'Yes means yes' standard for sexual encounters in California schools

Boy, am I glad I'm not in college anymore

California has become the first state to adopt a "yes means yes" standard for sexual encounters. The law "would require 'affirmative, conscious, and voluntary agreement' by each party to engage in sexual activity."

And not just at the outset of the tryst, as this article in the Washington Post explains:

Under the proposed standard, the fact that a person didn’t say “no” is no defense in a campus sexual assault investigation.

In addition to consenting up front, the bill requires affirmative consent to be “ongoing throughout the sexual activity,” meaning that sexual partners must agree to each step of a sexual encounter as it progresses and consent can be revoked at any time. The standard would apply to all sexual encounters regardless of whether the parties are having a one-night stand or are in a long-term relationship.

One thing the bill doesn’t say is that affirmative consent must be verbal. The bill’s original language warned “relying solely on nonverbal communication can lead to misunderstanding,” but that language was removed as was the requirement that consent be “unambiguous.” Nonetheless, as Slate’s Amanda Hess pointed out, this fact was lost on commentators, some who lamented the standard would redefine most sex as rape and would require students to agree to a verbal or written contract before sex.

I predict that thousands of young men's lives are going to be ruined by this idiotic law. Every sexual encounter will be a crap shoot for the man. All sorts of scenarios come to mind that would place a male student's life in the hands of a woman. Is she out for revenge? Is she crazy? Does she have an agenda?

Even after penetration, the woman can change her mind and accuse a man of rape? Madness.

While the bill doesn’t spell out what “affirmative, conscious, and voluntary agreement” looks like in practice, it’s very clear what doesn’t count as consent: lack of protest or resistance, silence, unconsciousness or being asleep or too intoxicated to understand what’s going on.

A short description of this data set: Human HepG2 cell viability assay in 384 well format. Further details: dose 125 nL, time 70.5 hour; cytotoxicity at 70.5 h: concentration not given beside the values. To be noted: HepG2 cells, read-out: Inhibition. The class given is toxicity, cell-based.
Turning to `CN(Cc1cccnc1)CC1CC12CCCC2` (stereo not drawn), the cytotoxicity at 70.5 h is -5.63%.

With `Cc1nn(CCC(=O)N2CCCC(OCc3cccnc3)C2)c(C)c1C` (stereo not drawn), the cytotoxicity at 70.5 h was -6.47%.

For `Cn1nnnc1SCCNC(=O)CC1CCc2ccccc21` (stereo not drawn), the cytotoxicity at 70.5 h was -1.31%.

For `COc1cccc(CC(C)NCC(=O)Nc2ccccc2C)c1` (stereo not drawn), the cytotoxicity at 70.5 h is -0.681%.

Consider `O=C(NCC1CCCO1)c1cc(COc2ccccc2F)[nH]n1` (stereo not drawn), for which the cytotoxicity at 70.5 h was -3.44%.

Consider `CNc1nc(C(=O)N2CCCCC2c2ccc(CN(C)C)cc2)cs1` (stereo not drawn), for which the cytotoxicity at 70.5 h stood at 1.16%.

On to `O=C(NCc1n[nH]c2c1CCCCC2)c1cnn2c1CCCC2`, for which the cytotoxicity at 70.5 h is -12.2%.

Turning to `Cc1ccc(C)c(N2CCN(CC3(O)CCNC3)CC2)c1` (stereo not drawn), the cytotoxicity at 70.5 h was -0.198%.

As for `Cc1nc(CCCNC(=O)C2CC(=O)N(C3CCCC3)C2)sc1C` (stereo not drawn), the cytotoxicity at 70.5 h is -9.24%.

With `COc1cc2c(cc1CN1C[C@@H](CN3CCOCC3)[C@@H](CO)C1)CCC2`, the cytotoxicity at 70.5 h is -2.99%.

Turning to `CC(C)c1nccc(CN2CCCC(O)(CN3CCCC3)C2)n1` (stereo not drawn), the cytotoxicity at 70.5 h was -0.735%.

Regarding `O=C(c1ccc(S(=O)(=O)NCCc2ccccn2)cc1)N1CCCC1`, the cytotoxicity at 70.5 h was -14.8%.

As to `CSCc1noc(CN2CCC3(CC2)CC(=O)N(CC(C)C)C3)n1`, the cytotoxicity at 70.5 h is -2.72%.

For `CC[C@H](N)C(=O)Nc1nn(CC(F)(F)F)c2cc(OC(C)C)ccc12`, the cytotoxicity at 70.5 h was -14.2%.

A woman not being conscious or too drunk to make a rational decision is one thing. But if there's no protest, or resistance, or the woman is silent, how does a man have a clue what's on her mind? And with no verbal assent being required, how is it possible for a man to realize his actions constitute rape or assault?

"No means no" was a perfectly rational, unambiguous policy. This new policy will make rapists out of men who either can't read a woman's body language (most college age men are too inexperienced to do so), or are with a woman who is, herself, unsure how far she wants the sexual emcounter to go.

The best rape prevention is banning the use of alcohol and drugs among students - men and women. Such a policy would prevent the vast majority of rapes and sexual assaults that occur on campus. But beer and liquor companies spend millions on college campuses every year to promote their products, filling the coffers of universities across the country. So the one move that would almost eliminate sexual crimes against women won't be adopted because of the money involved.

The policy discriminates against men, criminalizes the act of love, grants overwhelming power to women to destroy men's lives, and places an unfair burden on young adults with little experience to read the mind of their potential partner in order to avoid jail.

Other than that, sounds fine to me.